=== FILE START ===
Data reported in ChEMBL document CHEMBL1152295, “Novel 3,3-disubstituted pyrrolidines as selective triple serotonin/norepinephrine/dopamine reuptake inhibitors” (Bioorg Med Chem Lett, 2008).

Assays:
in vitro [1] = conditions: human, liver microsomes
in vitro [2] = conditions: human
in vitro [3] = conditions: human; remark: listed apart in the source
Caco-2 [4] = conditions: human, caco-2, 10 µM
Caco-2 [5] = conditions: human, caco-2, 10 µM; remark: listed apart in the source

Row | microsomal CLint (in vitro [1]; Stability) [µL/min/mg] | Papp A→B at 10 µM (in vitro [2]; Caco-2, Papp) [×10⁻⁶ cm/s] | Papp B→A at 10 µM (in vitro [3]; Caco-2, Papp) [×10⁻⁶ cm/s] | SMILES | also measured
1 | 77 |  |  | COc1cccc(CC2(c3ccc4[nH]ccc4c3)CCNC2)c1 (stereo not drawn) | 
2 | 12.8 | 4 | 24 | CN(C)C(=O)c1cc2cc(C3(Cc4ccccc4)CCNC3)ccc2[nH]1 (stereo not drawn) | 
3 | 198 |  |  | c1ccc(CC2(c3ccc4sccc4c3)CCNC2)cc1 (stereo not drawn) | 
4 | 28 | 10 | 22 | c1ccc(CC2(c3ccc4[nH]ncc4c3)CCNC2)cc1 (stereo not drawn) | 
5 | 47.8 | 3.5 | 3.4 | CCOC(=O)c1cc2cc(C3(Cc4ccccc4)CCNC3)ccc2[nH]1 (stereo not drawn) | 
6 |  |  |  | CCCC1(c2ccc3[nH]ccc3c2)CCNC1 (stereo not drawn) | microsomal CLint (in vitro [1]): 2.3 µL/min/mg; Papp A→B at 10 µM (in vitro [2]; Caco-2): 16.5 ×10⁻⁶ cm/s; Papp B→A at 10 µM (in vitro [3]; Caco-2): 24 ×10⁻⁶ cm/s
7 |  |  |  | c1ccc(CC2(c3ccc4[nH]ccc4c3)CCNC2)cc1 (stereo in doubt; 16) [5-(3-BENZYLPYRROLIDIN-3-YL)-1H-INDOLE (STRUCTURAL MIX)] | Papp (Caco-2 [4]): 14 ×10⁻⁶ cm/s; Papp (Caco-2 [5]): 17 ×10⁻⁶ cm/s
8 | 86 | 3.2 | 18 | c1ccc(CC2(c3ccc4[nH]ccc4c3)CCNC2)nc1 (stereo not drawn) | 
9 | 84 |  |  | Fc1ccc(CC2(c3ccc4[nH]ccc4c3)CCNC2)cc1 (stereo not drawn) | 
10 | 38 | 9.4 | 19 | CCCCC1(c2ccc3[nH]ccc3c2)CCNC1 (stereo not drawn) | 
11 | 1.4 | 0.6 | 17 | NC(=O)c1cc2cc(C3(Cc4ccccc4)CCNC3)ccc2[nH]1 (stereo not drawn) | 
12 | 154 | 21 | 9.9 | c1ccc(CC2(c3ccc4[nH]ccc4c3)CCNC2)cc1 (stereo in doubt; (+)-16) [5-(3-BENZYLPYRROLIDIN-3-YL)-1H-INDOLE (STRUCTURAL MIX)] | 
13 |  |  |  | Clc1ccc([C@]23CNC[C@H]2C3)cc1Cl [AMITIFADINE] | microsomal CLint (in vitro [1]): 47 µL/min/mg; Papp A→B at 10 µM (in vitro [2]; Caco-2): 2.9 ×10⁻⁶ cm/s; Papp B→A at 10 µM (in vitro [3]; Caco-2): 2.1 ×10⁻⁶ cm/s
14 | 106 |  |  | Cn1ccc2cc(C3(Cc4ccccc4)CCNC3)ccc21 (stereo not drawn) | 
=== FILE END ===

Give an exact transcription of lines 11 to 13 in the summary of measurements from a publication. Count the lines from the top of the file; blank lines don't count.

3 | 198 |  |  | c1ccc(CC2(c3ccc4sccc4c3)CCNC2)cc1 (stereo not drawn) | 
4 | 28 | 10 | 22 | c1ccc(CC2(c3ccc4[nH]ncc4c3)CCNC2)cc1 (stereo not drawn) | 
5 | 47.8 | 3.5 | 3.4 | CCOC(=O)c1cc2cc(C3(Cc4ccccc4)CCNC3)ccc2[nH]1 (stereo not drawn) | 